Hello, world!

Posted on July 21, 2010


When you sign up for a blog with WordPress, “Hello, World!” is the default title of your first post. I erased it from my first post, but as I try and officially introduce myself to the blogosphere, I decided that there wasn’t a more appropriate title for a post about who I am, what I want to say, and why I think you should listen.

Who am I? You see, I was the poster child for musical underachievement in college (my former professors who are reading this are nodding their heads vigorously). Here’s why: what I was learning in music school felt so specialized and made me feel so far removed from reality that I felt like I needed to spend every possible moment outside of required class time doing more “normal” college things. You know…things like playing video games, throwing a frisbee around, taking tons of road trips, pulling pranks on people, gaining weight, etc.

I refused to leave music school as one of those musicians who had no life outside of music, who had no other interests, no other common ground with other human beings. My mission was not to “change the world” as my Alma Mater said it should be, but rather to not let the classical music world change me. For the most part, I succeeded in my mission, thought I didn’t reach my full musical potential. But being a music major did not change the core of who I was, so I was happy. However, I did manage to discover some incredible music along the way, and that’s I want to talk to you about.


What do I want to say?

-I want to say that while not all music is created equal- just like not all American Idol contestants are created equal- all genres and styles of music have value.

-I want to say that the Musical Pharisees need to stop treating popular culture like Clint Eastwood treats the Korean gang members in Gran Torino. With every “get off my lawn-”  type comment from a classical composer, performer,  or professor, the chasm that exists between the two worlds grows. I want to find ways to bridge that chasm and provide musicians and music-lovers alike opportunities to enjoy both worlds. Last I checked, it’s not against the law to have Brahms and Lady Gaga on the same iPod.

I want to cut through the crap and find ways to connect you to this incredible music that I will refer to as The Repertoire, but do it in a way that makes sense to you (and me). You won’t find any of the fancy, flowery language that typically comes with classical music here. Just simple conversational English, complete with run-on sentences and bad grammar.

-I want to say what’s on my mind about stuff going on in the world, sports, my faith, my life and who knows what else. I think that’s good for this blog because it gives me an opportunity to humanize myself; to prove to you/remind you that what I set out to accomplish in college is still true: that I am more than a walking music note, and that it is possible to enjoy some great classical music and still have a pulse.

Why should you listen to me? Two reasons.

1. I’m not that different from you. Sure I’m a professional choral conductor, but that skepticism you’re feeling about the ability of some piece of classical music to have something meaningful to say to you in 2010 is the same thing I still feel when I listen to something new, or someone tells me to listen to something new. Sure, the feelings are not as pronounced as they used to be, but the memory of those feelings is etched forever into my heart and mind. I sympathize with your musical predicament. And because so much of my musical experience is like yours, I think I have some pretty good guesses as to the kinds of classical music you might like.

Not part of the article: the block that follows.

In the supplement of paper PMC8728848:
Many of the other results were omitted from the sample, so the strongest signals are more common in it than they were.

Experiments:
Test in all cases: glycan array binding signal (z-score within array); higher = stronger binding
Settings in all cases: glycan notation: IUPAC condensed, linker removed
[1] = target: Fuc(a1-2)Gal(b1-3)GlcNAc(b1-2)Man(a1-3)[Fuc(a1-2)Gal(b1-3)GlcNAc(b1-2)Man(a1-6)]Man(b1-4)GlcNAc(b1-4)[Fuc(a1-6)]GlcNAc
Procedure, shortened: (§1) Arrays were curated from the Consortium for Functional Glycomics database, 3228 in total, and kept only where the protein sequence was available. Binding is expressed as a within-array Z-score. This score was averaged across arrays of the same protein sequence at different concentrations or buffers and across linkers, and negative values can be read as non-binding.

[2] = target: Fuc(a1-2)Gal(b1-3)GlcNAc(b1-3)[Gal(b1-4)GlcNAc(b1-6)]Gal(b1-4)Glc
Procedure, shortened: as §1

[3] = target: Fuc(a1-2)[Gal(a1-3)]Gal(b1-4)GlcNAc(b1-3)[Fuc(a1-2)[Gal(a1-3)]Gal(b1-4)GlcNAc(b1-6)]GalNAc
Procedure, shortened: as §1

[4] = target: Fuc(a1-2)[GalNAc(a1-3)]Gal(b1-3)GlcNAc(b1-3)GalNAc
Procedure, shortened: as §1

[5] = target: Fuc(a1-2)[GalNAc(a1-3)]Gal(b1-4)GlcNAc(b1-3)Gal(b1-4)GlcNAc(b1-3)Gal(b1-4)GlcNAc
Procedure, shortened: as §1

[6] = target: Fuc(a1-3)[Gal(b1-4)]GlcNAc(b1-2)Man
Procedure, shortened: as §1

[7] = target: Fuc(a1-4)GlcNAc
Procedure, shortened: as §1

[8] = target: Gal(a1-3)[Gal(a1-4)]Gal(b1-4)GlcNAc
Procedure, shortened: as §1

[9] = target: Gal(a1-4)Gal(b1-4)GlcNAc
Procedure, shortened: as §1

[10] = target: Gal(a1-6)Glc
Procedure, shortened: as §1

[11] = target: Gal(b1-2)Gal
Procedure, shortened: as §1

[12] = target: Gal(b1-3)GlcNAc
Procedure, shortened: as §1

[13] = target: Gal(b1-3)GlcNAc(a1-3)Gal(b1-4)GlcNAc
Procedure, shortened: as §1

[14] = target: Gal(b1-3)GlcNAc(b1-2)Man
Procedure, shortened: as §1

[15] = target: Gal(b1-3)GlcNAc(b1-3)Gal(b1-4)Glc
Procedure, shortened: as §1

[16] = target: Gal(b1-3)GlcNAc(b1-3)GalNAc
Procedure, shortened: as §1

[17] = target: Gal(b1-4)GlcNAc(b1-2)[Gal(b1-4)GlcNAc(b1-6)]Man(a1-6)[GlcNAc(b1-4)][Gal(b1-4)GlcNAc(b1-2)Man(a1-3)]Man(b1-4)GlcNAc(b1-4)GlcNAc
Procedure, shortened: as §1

2. I believe I can start this dialogue with you better than most of your local arts organizations can. It’s not because I’m better than them- I’m just very different. Most of them are older. They don’t like your music, your tattoos, or your constant quoting of movies and music. They don’t understand you, just like you don’t understand them. But I can talk about Beethoven and Ron Burgundy in the same sentence, which is sort of like Baxter pooping in the refrigerator AND eating the whole wheel of cheese. Don’t be mad. Just be amazed.

My dream for An Authentic Cadence

My dream is that this can be interactive. I say something on the blog, and you comment or you share with a friend. Or, you send an email to themusicalapologist@gmail.com with a question, a thought, or an idea that I can respond to, allowing me to further customize the blog’s content to what you, my readers, find meaningful. I hope to share music with you through MySpace, the near-miracle of Pandora, live concerts, and any other way you are open to, and I hope you do the same to me. I’d like to be a resource for those of you who have friends or kids that you’d like to see take a greater interest not just in classical music but in all kinds of music because you share links to this blog via Facebook/Twitter/email, allowing the scope of this discussion to grow. I plan to write once a week (usually posting on Wednesdays) for an entire year, and I hope to provide some random musical and non-musical thoughts via Twitter at @musicapologist nearly every day.  If I am unable to gain a solid core of readers/followers in one year, I’ll close up shop.

So clearly, at the start, I’m asking you for a favor. My dream is absolutely possible, but not without your help. Give me a chance. Give The Repertoire a chance. If you do, I believe the music will take it from there. Have a great week and enjoy your music. And until next Wednesday, you stay classy…planet Earth.

Posted in: Misc.